A family should exhibit some degree of cohesion. Family members should look out for one another, encourage each other, and love one another through the endless trials of this life. But if we have trouble doing that in our own flesh-and-blood families, how can we hope to do better as the family of God?
We know the Kingdom of Heaven exists for eternity, but we don’t know much about it yet. However, that hasn’t stopped us from trying to figure our who will be there – or who won’t be there. Maybe a better use of our time and energy would be getting to know the Eternal King and living in such a way that others would want to know Him as well.
Ezekiel 11:14-21; Matthew 15:24, 23:13; John 10:11-18; Galatians 3:28-29; Ephesians 2:11-22; 1 John 3:1-3
Everyone wants to be a good citizen and a good neighbor, or at least that’s what we should want. But is that enough? Perhaps there is more to living out our Kingdom calling than simply trying to avoid evil.
Jeremiah 5:20-31; Matthew 5:13-20, 23:27-28; 1 Peter 5:5-11
Music: “In the Hall of the Mountain King,” Peer Gynt Suite No. 1, Op. 46: IV, by Edvard Grieg, performed by Wiliam T. Strømberg conducting the Moscow Symphony Orchestra, Edvard Grieg Music to Henrik Ibsen Peer Gynt, Blikkboks Ltd, 2018.
The Lord’s controversy with the House of Israel as proclaimed by the Prophet Hosea includes this charge:
I have written for him the great things of My law, but they were considered a strange thing. (Hosea 8:12 NKJV)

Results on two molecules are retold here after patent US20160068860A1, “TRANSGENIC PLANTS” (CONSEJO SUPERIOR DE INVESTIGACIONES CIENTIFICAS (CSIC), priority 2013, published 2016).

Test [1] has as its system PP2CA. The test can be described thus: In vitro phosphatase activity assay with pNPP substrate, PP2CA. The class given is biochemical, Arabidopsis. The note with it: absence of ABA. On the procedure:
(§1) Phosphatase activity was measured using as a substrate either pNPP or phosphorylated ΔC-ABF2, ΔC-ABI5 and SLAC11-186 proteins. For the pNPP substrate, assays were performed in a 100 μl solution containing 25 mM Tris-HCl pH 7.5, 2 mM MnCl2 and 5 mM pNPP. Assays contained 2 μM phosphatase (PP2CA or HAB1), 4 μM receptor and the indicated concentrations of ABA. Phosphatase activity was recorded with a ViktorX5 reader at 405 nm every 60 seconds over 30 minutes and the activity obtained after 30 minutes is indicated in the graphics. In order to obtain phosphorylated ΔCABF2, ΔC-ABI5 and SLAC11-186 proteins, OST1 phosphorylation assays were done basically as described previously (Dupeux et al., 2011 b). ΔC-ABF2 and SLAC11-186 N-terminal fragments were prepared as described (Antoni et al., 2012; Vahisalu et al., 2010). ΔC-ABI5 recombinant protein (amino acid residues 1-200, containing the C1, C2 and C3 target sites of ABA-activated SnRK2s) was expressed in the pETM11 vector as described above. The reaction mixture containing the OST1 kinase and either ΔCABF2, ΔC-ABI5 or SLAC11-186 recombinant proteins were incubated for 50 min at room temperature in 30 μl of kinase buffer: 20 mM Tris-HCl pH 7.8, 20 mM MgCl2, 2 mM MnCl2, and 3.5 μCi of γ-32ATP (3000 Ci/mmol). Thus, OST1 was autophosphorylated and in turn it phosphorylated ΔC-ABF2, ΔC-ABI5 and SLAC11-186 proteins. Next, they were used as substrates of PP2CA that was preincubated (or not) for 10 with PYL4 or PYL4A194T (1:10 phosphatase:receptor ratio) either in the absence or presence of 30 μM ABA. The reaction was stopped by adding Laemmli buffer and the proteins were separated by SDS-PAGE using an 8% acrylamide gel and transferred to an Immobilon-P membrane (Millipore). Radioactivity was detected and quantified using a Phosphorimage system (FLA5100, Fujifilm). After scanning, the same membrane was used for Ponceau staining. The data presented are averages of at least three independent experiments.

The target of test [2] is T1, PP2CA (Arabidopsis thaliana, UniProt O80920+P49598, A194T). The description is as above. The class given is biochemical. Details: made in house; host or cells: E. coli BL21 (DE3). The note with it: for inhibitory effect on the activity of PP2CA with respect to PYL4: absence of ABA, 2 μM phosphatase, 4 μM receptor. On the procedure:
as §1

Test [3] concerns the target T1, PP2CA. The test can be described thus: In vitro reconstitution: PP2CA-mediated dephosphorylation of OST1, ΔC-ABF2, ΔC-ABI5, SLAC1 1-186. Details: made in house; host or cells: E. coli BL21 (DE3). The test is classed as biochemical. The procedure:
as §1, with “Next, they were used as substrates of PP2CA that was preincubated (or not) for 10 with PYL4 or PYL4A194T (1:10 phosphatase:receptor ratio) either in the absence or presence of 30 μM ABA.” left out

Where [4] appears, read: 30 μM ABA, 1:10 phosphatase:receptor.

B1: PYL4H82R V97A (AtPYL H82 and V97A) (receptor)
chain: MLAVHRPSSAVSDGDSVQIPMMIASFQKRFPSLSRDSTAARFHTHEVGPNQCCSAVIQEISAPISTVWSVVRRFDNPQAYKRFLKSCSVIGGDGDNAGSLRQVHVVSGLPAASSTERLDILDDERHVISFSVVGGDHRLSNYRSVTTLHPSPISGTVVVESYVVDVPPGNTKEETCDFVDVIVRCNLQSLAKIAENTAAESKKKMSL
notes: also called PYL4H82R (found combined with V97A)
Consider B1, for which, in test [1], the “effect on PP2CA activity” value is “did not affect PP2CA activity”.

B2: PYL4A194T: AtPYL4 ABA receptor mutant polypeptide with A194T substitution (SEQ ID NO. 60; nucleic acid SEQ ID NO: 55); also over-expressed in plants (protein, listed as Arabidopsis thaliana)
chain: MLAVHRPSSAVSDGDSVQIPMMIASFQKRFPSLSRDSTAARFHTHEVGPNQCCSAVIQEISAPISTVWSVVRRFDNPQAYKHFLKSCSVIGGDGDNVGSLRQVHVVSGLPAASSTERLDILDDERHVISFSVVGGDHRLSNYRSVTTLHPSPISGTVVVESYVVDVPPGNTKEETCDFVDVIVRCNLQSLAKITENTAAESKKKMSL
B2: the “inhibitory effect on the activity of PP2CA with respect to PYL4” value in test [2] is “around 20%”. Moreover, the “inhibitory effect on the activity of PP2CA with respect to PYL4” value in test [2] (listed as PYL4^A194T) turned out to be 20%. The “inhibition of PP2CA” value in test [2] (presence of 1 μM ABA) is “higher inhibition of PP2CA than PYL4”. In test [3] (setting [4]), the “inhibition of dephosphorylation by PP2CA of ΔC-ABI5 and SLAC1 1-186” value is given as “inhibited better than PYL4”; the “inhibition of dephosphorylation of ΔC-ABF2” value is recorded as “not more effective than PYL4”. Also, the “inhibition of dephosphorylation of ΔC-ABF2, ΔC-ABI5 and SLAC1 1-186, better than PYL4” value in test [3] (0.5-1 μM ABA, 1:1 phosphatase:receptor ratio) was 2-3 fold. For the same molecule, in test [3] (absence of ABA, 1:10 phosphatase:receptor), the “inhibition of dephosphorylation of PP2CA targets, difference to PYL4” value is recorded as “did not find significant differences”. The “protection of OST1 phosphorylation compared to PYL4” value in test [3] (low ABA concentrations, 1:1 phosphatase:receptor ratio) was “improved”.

What does He mean by this? Very simply that the wise and powerful things the Lord explained in His Torah (Law) are things that His people chose to disregard. Do His people still disregard His Torah? Yes, and no. There are many things from YHVH’s Torah which His people follow, and other things which they consider no longer applicable in one way or another.
But who are God’s people? Let us consider for a moment that they are both Jews and Christians, people who claim allegiance to the God of Abraham, Isaac, and Jacob. For centuries they have progressed down separate paths, clinging to what they each consider the fullness of the revelation of God. Sadly, the things He has revealed to Christians are things that Jews consider abominable, and the things He has revealed to Jews are things Christians consider a burden. How else are we to understand the Jewish rejection of Yeshua of Nazareth as Messiah, and the Christian rejection of the Torah which Yeshua proclaimed and taught by example? It is a sad state of affairs when God’s people refuse even to talk with one another about the great things He has revealed to each so that all may be healed and strengthened.
This is something Tim Hegg addresses in his article, “It is Often Said, “Two Thousand Years of Christianity Cannot be Wrong!'” This article first appeared on Torah Resource in 2006, and is contained in a series of booklets entitled It is Often Said, which is available from the Torah Resource online store at:
Tim’s focus is on the Christian objections to Torah. As you will see, the Christian position for most of the history of the church has been far more accepting of the greater part of Torah than is commonly supposed. In other words, the Torah of God is not such a strange thing after all once one understands what His Torah actually is.